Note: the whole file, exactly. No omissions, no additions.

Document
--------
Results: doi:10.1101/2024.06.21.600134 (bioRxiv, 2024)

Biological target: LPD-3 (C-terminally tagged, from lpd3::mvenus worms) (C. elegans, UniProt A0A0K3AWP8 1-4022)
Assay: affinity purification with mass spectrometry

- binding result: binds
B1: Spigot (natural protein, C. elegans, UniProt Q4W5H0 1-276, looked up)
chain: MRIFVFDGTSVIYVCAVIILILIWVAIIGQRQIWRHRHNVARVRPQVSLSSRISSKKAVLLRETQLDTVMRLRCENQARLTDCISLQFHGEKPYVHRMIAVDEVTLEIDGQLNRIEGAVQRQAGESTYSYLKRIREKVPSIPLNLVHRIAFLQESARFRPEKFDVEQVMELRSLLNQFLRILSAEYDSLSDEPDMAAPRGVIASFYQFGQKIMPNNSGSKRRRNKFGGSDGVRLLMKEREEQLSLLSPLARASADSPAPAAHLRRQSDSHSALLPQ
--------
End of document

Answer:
Results: doi:10.1101/2024.06.21.600134 (bioRxiv, 2024)

Biological target: LPD-3 (C-terminally tagged, from lpd3::mvenus worms) (C. elegans, UniProt A0A0K3AWP8 1-4022)
Assay: affinity purification with mass spectrometry

- binding result: binds
B1: Spigot (natural protein, C. elegans, UniProt Q4W5H0 1-276, looked up)
chain: MRIFVFDGTSVIYVCAVIILILIWVAIIGQRQIWRHRHNVARVRPQVSLSSRISSKKAVLLRETQLDTVMRLRCENQARLTDCISLQFHGEKPYVHRMIAVDEVTLEIDGQLNRIEGAVQRQAGESTYSYLKRIREKVPSIPLNLVHRIAFLQESARFRPEKFDVEQVMELRSLLNQFLRILSAEYDSLSDEPDMAAPRGVIASFYQFGQKIMPNNSGSKRRRNKFGGSDGVRLLMKEREEQLSLLSPLARASADSPAPAAHLRRQSDSHSALLPQ